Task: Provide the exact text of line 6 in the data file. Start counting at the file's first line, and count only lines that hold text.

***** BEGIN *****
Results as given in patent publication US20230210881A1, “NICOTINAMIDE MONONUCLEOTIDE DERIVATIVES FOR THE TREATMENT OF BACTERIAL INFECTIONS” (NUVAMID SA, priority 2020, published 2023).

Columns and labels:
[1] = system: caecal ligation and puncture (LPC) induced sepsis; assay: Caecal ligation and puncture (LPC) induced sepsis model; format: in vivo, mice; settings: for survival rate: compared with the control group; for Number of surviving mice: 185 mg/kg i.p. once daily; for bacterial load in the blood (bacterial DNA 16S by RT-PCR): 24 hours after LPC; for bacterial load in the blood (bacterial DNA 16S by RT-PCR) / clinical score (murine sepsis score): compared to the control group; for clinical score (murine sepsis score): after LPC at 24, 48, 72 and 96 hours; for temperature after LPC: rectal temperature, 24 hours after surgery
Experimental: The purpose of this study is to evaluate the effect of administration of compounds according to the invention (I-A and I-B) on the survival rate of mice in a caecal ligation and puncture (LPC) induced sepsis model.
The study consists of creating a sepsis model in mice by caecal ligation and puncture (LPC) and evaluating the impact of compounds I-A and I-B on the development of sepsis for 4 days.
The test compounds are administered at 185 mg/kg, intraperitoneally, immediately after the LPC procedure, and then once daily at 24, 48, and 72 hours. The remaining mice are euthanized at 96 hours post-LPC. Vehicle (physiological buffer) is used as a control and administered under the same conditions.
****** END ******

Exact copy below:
The test compounds are administered at 185 mg/kg, intraperitoneally, immediately after the LPC procedure, and then once daily at 24, 48, and 72 hours. The remaining mice are euthanized at 96 hours post-LPC. Vehicle (physiological buffer) is used as a control and administered under the same conditions.